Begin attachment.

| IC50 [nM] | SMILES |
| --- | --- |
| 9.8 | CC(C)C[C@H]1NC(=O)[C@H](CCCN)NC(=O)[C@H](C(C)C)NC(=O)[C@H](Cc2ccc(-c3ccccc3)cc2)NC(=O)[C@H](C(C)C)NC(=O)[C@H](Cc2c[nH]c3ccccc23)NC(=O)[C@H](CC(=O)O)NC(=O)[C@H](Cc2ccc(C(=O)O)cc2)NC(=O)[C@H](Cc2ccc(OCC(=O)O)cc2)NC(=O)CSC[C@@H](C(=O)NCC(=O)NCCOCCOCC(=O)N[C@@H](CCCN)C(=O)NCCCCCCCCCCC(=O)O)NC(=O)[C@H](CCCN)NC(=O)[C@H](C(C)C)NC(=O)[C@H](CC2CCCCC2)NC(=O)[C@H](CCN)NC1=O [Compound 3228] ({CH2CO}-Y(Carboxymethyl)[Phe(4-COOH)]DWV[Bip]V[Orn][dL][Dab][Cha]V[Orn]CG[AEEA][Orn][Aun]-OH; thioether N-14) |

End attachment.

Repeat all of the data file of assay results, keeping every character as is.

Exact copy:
| IC50 [nM] | SMILES |
| --- | --- |
| 9.8 | CC(C)C[C@H]1NC(=O)[C@H](CCCN)NC(=O)[C@H](C(C)C)NC(=O)[C@H](Cc2ccc(-c3ccccc3)cc2)NC(=O)[C@H](C(C)C)NC(=O)[C@H](Cc2c[nH]c3ccccc23)NC(=O)[C@H](CC(=O)O)NC(=O)[C@H](Cc2ccc(C(=O)O)cc2)NC(=O)[C@H](Cc2ccc(OCC(=O)O)cc2)NC(=O)CSC[C@@H](C(=O)NCC(=O)NCCOCCOCC(=O)N[C@@H](CCCN)C(=O)NCCCCCCCCCCC(=O)O)NC(=O)[C@H](CCCN)NC(=O)[C@H](C(C)C)NC(=O)[C@H](CC2CCCCC2)NC(=O)[C@H](CCN)NC1=O [Compound 3228] ({CH2CO}-Y(Carboxymethyl)[Phe(4-COOH)]DWV[Bip]V[Orn][dL][Dab][Cha]V[Orn]CG[AEEA][Orn][Aun]-OH; thioether N-14) |